The continent has a long way to go if it is to reach the record figures raised by US startups. As we continue to bear witness to the continued rise of innovative solutions from the continent, here’s what an increase in local tech hubs could mean for industries and what to take into consideration:

Increased partnerships and collaboration

Africa has been at the forefront of world-class innovation for a long time, especially when it comes to homegrown technology solutions that speak to and solve socio-economic problems in communities across the continent. Countries such as Kenya and Nigeria have been at the forefront, but the likes of Tanzania, Uganda and Ghana are establishing intentional tech ecosystems that foster entrepreneurship and skills development, which will open up endless possibilities, particularly for fintech, an industry that is rapidly growing, evolving and one that has often relied on foreign investment.

“At MFS Africa, we have always believed that the only currency is access, and while we continue to, through our own efforts, create, advocate for, and partner to enable borderless transactions across the continent, the growing ‘tech hub’ culture in Africa will, in the long run, allow us to identify talent and collaborate with and partner with more start-ups. It also has the potential to increase dialogue with governments in regions like Tanzania, where we have partners, as we continue to transform the lives and realities of Africa and the diaspora,” says Cynthia Ponera, Regional Sales Director for East Africa at MFS Africa, a leading digital payments hub in Africa that works continuously with trusted global partners across Africa to connect African consumers to each other and to the global digital economy.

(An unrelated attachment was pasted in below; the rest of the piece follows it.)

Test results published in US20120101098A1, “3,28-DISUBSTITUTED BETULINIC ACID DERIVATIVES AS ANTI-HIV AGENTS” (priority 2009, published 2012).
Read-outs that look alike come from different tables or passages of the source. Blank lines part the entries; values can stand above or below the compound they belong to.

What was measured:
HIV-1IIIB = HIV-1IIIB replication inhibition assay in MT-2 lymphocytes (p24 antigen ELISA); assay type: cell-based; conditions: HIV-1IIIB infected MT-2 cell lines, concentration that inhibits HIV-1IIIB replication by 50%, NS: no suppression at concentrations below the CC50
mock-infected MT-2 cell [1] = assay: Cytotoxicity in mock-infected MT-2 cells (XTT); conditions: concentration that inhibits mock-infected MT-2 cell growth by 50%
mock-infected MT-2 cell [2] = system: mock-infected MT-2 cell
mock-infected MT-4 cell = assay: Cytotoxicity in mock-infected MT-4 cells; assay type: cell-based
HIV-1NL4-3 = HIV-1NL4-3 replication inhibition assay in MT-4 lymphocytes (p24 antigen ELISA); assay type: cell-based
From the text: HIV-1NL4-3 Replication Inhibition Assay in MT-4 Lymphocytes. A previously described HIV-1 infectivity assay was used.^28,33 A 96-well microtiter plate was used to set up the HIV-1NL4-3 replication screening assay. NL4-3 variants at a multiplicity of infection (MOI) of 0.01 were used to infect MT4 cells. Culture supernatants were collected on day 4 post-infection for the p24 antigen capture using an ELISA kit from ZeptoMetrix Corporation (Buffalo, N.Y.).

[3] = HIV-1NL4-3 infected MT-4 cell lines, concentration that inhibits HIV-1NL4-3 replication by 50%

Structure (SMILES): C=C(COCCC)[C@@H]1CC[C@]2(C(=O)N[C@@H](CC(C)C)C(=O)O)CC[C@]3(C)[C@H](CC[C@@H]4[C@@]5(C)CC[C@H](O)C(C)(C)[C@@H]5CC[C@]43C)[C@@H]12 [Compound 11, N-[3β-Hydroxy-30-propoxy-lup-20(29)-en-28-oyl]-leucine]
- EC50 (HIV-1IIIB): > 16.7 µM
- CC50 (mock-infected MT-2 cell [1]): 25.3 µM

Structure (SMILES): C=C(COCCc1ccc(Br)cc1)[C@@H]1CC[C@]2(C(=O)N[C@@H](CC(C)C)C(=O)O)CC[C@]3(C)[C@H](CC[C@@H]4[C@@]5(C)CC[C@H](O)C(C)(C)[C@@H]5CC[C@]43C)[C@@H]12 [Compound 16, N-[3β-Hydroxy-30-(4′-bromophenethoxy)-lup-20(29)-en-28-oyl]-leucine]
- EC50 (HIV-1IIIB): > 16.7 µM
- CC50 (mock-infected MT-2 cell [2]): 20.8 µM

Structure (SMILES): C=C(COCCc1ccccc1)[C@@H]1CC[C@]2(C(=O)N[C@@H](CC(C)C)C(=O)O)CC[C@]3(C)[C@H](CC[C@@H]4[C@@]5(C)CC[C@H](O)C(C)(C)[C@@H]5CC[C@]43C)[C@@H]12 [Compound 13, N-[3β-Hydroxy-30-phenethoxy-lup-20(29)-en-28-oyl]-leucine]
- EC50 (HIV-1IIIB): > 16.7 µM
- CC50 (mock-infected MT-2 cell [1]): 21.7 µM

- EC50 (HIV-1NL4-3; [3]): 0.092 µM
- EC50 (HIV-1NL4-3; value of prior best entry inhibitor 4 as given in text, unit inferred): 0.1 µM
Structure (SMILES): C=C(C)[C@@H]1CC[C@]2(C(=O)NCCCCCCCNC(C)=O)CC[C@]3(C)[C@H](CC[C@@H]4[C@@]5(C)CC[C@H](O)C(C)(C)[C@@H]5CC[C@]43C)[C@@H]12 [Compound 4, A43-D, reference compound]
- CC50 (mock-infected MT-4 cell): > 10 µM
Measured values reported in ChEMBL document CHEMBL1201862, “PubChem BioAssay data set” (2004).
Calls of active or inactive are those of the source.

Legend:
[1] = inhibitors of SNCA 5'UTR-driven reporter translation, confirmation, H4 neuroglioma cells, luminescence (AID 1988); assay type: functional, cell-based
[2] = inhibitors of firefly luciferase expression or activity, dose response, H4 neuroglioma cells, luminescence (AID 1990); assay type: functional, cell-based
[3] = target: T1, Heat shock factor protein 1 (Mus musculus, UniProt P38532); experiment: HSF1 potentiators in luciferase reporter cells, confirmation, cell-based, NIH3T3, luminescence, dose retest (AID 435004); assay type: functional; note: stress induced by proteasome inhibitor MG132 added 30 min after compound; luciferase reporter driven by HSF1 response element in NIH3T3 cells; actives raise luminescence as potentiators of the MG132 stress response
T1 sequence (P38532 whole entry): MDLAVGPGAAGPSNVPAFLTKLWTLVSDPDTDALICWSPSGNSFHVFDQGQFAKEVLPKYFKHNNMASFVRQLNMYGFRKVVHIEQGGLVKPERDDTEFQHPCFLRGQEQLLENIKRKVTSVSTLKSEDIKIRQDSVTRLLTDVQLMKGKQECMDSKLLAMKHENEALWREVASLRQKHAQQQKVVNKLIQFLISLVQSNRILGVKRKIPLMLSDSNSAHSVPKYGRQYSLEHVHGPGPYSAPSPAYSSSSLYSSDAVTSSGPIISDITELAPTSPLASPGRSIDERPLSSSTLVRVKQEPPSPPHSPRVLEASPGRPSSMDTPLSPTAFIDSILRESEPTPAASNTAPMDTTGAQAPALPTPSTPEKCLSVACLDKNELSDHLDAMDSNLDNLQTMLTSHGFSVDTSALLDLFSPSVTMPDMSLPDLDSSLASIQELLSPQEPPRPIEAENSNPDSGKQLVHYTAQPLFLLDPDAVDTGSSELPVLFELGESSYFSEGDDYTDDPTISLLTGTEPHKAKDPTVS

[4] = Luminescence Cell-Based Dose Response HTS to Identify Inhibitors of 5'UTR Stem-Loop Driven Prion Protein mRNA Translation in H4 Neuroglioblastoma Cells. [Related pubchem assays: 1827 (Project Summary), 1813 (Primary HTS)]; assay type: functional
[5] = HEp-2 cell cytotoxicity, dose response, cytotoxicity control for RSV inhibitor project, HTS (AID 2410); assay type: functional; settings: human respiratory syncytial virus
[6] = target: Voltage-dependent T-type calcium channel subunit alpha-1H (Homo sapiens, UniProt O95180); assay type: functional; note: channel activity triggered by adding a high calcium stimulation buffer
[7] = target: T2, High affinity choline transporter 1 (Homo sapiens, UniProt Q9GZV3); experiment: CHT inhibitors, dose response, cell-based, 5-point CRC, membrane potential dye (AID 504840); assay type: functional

Sufficient power for the necessary infrastructure 

“When we talk about Africa’s quest to be a global tech hub, we need to ensure that we’re also considering the tech needed to power the foundational infrastructure that supports this ambition,” says Matthew Cruise, Head of Business Intelligence at Hohm Energy.